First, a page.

You can see more information and pictures from the World Championships on my team's website:


Popular posts from this blog

Celebrating MINDSTORMS with a Remix - Part 2

The ROBOTMAK3RS continued their celebration of the 25th Anniversary of MINDSTORMS through these summer and fall remix projects. Each ROBOTMAK3R was tasked with selecting one LEGO set of their choice and combining it with a MINDSTORMS set. Below are the five amazing models they came up with. Remote controlled material handle r by Jozua van Ravenhorst (aka Mr Jo) This remix combines the LEGO Technic Material Handler (42144) with MINDSTORMS EV3 (31313) It uses the power of pneumatic cylinders to move objects around. By using a bluetooth remote control, very precise movements can be made with this model. Touch sensors in the base chassis prevent the turret twisting the cables that go through the turntable to much. The program has several protections to prevent over pressurizing the system for each of the 3 individual pumps and valves that control the 2 booms and claws. The real version of this machine is mostly used in waste material sites to bring the material to machines that sort and


2023 is the 25th Anniversary of the MINDSTORMS brand. For 25 years, MINDSTORMS has educated and inspired a generation of robot builders, both children and adults. Unfortunately, the LEGO Group decided to end the line on December 2022. Many ROBOTMAK3RS have been passionately involved with the development of MINDSTORMS through the MUP and MCP programs. Even with the newest Robot Inventor line, several ROBOTMAK3RS were invited to submit additional bonus models that were included in the official app. Regardless of the retirement of a major LEGO robotics product line, ROBOTMAK3RS continue to MAKE-SHARE-INSPIRE using all LEGO robotics platforms available to us. Here is the official statement from LEGO. Since its launch in September 1998, LEGO MINDSTORMS has been one of the core ‘Build & Code’ experiences in the company’s portfolio, carrying with it significant brand equity and becoming a stand-out experience for the early days of consumer robotics and leading to current Build & Code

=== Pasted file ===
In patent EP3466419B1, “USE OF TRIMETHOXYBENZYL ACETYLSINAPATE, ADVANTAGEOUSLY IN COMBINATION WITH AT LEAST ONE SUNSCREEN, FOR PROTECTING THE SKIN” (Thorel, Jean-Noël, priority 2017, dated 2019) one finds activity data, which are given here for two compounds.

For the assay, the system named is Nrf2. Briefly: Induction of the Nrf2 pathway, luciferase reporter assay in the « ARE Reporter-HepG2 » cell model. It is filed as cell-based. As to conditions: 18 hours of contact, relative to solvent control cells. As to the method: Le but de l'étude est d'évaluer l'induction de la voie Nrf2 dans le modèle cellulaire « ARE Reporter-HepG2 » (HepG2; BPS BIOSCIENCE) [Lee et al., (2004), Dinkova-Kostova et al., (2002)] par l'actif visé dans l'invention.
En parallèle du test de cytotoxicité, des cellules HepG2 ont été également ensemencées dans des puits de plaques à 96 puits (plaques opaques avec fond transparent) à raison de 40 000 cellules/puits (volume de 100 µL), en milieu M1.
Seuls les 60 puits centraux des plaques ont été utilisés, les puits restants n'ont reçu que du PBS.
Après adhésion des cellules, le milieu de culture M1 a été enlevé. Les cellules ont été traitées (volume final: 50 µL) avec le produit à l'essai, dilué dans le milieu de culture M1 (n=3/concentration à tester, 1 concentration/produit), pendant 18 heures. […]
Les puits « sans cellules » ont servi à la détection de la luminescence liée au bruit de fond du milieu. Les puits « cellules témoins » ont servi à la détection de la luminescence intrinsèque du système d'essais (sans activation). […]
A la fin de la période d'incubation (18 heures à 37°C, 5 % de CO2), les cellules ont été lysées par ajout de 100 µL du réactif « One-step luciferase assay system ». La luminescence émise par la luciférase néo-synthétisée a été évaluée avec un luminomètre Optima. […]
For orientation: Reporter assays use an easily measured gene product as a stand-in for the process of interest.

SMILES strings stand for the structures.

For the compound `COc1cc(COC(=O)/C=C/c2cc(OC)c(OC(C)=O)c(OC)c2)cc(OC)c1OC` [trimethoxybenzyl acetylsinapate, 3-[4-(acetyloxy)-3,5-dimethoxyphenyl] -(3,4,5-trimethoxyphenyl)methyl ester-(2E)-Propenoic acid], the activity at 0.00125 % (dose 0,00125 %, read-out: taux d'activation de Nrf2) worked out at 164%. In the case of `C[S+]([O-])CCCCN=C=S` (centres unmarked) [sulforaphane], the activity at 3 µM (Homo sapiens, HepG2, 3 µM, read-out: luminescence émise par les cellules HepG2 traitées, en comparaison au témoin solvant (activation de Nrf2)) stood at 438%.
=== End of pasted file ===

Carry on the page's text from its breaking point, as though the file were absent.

Celebrating 25 Years of MINDSTORMS

In celebration of the 25th Anniversary of MINDSTORMS, we take a trip through history. Please also visit ROBOTMAK3RS Community every week as we highlight different projects all through 2023 in celebration of the anniversary. Some of the early history is based on the content shared by  Coder Shah  in our  MINDSTORMS EV3 Community Group . Some of the text and links may have been edited from his original posts for consistency and clarity.  1984 - Kjeld Kirk Kristiansen watched a TV program called "Talking Turtle," where MIT professor Seymour Papert demonstrated how children could control robot "turtles" using LOGO, a programming language he developed. 1988 - The collaboration between MIT and LEGO resulted in LEGO TC Logo in 1988, which allowed students to control LEGO models using computer commands. The video shows Papert demonstrating TC Logo. 1990 - LEGO TC Logo was hampered since the robots you built had to be tethered to a personal computer. LEGO and MIT